Bellingham volunteer pilots fly rescue missions to save two dogs
Published: September 26, 2012
By KIE RELYEA — THE BELLINGHAM HERALD
Roo the reindeer Chihuahua and Maggie the mini-pinscher have escaped death with the help of two Bellingham pilots who flew the dogs to new lives.
The pilots – Michael O’Shea and Jeffrey Lustick – volunteered to help rescue Roo and Maggie through South Carolina-based nonprofit Pilots N Paws.
“It combines my love of flying with my love of animals,” said Lustick, an attorney. “The animals, they know they’re being saved. They know they’re going to a better life.”
Founded in February 2008, Pilots N Paws is an online effort that enables general aviation pilots to connect with rescue volunteers to move animals – otherwise facing euthanasia or enduring abuse and other hardships – into new homes.
The organization has more than 3,000 pilots who volunteer their time and airplanes, over 12,800 registered users, and 36,397 “likes” on Facebook, according to Kathleen Quinn, Charleston, SC, executive director of Pilots N Paws.
It flies about 12,000 rescue animals each year, she said, noting that Pilots N Paws has volunteer pilots in 49 states.
O’Shea and Lustick are among those pilots offering free flights, and the network of humans working to save animals.
On Friday, Sept. 14, O’Shea flew to Snohomish County Airport to pick up 11/2-year-old Roo – on the list to be euthanized in San Jose, Calif., before a rescue group saved him – and flew back to Bellingham on his leg of the effort.
On Sunday, Sept. 16, O’Shea drove the 10-pound dog to WestJet Cargo at Vancouver International Airport, where Roo was flown to Toronto on the last bit of his journey to what would be his new home in Embro, Ontario, in Canada.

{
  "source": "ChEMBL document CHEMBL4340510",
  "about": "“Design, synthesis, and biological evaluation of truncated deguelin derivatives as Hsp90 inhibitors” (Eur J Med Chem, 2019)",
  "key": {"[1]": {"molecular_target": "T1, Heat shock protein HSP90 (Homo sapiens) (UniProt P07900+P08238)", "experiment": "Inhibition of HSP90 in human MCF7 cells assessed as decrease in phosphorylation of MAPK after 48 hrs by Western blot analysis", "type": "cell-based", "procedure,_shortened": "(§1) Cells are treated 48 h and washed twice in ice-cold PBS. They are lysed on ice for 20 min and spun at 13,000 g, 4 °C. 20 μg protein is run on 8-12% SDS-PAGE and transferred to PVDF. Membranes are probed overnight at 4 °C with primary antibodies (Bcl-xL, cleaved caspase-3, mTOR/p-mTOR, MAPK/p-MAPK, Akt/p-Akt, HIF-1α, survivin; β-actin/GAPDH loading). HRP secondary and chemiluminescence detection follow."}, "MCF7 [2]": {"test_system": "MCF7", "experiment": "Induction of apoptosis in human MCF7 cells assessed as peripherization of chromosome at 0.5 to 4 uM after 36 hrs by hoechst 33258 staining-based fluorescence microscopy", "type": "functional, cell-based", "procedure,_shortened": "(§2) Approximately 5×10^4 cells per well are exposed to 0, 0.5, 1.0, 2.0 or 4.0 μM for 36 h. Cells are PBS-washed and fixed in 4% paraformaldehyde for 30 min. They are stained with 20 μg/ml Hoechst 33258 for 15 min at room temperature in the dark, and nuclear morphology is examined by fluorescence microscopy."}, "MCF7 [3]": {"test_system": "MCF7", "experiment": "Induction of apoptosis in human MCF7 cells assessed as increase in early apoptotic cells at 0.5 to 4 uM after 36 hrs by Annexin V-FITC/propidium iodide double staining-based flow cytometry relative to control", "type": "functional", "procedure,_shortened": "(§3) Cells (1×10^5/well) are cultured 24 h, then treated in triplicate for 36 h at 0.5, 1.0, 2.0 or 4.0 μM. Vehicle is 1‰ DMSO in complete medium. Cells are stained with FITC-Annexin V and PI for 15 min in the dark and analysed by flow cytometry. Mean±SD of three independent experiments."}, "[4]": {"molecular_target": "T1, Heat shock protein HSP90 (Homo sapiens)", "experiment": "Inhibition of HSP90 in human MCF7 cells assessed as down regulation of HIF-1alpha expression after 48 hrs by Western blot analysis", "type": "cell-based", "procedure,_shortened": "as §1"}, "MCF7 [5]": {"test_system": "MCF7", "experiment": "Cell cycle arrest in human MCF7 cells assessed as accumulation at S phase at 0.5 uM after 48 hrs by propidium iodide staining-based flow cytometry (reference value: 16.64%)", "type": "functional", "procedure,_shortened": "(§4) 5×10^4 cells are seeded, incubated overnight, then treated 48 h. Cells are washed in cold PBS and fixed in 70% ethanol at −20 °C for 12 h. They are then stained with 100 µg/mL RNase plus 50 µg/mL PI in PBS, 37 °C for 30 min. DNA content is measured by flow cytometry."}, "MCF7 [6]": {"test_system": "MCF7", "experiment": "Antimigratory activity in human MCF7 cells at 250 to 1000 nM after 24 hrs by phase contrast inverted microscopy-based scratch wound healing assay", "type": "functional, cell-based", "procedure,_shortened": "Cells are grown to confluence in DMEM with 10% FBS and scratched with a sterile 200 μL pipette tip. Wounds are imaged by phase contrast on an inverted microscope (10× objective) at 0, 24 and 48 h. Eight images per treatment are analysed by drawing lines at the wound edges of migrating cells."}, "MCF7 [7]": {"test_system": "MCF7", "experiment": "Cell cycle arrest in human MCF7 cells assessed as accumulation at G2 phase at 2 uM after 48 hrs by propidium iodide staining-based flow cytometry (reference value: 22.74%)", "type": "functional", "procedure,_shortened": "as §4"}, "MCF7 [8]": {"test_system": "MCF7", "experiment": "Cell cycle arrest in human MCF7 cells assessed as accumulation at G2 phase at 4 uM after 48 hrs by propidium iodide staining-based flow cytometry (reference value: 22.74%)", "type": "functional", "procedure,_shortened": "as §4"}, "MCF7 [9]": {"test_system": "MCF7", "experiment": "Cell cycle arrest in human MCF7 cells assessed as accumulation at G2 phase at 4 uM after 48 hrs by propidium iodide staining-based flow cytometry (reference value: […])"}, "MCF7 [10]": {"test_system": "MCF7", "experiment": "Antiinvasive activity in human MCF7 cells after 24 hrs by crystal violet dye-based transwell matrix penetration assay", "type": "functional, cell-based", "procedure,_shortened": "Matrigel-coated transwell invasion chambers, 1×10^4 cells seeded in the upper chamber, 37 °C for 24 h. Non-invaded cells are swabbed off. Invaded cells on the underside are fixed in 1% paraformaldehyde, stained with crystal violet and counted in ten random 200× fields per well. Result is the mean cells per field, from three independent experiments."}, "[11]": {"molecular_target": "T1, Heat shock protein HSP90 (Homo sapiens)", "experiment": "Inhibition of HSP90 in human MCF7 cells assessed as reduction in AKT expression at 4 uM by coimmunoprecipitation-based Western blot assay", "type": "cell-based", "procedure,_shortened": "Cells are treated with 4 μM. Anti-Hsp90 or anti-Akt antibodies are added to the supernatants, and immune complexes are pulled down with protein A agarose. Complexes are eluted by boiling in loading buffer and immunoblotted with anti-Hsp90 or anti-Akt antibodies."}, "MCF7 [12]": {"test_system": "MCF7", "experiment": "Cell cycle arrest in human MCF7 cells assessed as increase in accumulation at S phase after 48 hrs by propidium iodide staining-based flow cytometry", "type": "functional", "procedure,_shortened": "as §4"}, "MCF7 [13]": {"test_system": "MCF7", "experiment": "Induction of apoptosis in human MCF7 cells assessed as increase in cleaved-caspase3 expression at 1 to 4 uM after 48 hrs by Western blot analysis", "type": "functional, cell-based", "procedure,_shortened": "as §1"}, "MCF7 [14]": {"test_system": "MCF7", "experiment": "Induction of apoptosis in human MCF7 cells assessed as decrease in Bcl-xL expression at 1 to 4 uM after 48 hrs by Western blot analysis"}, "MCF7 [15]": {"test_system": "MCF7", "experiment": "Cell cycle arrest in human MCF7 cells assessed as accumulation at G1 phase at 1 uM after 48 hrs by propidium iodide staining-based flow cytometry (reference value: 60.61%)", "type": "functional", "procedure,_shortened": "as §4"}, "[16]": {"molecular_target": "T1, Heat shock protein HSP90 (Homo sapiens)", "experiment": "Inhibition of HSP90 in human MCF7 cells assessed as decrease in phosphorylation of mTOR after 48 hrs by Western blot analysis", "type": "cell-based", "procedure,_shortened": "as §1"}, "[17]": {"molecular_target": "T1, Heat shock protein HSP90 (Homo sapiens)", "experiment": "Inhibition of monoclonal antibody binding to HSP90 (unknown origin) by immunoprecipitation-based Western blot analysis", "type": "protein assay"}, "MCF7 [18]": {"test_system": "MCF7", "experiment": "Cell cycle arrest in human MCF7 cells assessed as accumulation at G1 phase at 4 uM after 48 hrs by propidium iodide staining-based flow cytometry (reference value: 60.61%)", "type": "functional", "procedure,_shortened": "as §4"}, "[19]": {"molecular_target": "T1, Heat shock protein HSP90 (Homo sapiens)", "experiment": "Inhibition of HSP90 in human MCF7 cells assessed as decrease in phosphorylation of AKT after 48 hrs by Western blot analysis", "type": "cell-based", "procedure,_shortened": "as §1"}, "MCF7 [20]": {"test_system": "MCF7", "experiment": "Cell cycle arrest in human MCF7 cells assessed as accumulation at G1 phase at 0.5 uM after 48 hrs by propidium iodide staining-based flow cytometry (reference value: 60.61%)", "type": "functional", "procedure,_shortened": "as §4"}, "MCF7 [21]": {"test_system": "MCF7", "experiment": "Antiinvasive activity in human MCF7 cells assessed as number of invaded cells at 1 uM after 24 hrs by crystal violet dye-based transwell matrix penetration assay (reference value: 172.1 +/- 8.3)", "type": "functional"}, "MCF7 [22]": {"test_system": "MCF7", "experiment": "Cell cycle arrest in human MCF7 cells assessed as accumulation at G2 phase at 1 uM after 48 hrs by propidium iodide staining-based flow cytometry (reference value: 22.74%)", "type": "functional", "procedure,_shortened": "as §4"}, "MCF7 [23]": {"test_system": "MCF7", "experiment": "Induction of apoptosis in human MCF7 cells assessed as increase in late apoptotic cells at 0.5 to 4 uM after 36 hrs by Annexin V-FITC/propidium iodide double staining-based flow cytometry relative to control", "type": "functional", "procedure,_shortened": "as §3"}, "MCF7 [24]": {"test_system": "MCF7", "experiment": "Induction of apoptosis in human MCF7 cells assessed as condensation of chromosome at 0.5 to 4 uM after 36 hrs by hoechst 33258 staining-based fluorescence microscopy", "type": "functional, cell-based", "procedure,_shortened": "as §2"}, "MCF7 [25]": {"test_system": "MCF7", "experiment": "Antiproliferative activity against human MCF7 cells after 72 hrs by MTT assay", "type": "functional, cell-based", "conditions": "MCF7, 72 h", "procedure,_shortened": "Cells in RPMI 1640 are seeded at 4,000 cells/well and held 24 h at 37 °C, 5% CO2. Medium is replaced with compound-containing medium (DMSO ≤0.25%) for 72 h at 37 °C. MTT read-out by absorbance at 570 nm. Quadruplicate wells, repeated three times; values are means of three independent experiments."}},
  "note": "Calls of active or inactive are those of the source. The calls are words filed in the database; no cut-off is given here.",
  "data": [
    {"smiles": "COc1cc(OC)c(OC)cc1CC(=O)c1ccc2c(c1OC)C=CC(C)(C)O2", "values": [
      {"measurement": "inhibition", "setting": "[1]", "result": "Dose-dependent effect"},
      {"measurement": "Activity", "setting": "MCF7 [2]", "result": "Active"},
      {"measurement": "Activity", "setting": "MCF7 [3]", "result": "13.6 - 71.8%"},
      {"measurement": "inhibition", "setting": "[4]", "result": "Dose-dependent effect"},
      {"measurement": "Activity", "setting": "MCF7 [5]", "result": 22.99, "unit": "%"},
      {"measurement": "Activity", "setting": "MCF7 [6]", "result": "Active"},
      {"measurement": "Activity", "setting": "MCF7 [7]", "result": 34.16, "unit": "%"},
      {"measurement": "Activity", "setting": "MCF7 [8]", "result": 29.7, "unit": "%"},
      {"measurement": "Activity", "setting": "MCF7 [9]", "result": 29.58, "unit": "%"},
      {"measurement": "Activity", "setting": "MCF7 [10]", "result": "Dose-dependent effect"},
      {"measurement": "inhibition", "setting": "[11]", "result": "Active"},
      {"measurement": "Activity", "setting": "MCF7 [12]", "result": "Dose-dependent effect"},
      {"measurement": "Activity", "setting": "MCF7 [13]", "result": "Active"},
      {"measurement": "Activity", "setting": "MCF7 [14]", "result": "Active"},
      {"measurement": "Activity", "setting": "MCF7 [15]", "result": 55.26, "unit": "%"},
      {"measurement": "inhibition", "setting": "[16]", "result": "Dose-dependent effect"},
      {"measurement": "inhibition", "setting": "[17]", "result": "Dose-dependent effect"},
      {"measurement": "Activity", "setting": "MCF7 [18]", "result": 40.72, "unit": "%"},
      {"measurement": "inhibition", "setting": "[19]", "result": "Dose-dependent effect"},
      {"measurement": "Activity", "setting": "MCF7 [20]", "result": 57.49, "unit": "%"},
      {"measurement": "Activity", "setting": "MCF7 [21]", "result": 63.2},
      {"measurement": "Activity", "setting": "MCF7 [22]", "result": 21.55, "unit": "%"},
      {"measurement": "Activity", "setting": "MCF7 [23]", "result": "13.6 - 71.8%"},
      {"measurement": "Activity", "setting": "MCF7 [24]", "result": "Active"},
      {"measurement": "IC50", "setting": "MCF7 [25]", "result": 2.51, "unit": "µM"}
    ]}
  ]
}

“It’s quite an operation, but it’s very gratifying,” O’Shea said in the days before he flew off to save Roo, short for Rooter because of all the people who were rooting for him.
“The amount of euthanasia that they have to do in some of these shelters because they don’t have any other way is heartbreaking,” said O’Shea, the vice president and general manager of Cascade Radio Group. “You get some of these stories, it makes you want to cry.”
If there are tears for Maggie, they will be tears of joy.
She received a new chance at life thanks, in part, to Lustick and Kay Warner of Blaine.
On Friday, Sept. 21, Lustick flew to Sea-Tac Airport to pick up Maggie, who came from Houston by way of uShip, then flew her back to Bellingham International Airport, where Warner picked her up.
“It’s a real heart-warming experience to do this kind of work,” Lustick said.
Warner first learned of Maggie’s plight on Facebook; the dog was in Texas and was going to be euthanized unless a new owner could be found.
Maggie was less than a year old, Warner said.
“It’s a shame to be putting that poor little dog down; she’s not even an adult yet,” Warner remembered thinking.
The Blaine resident said she wasn’t looking for another pet and already had two English setters at home.
“I didn’t really need another dog,” Warner said. “But there was one that I could help.”
Maggie has adapted to her new home.
‘She’s very funny, she really is,” Warner said. “She doesn’t let me out of her sight. She follows me from room to room. She is just glued to me.”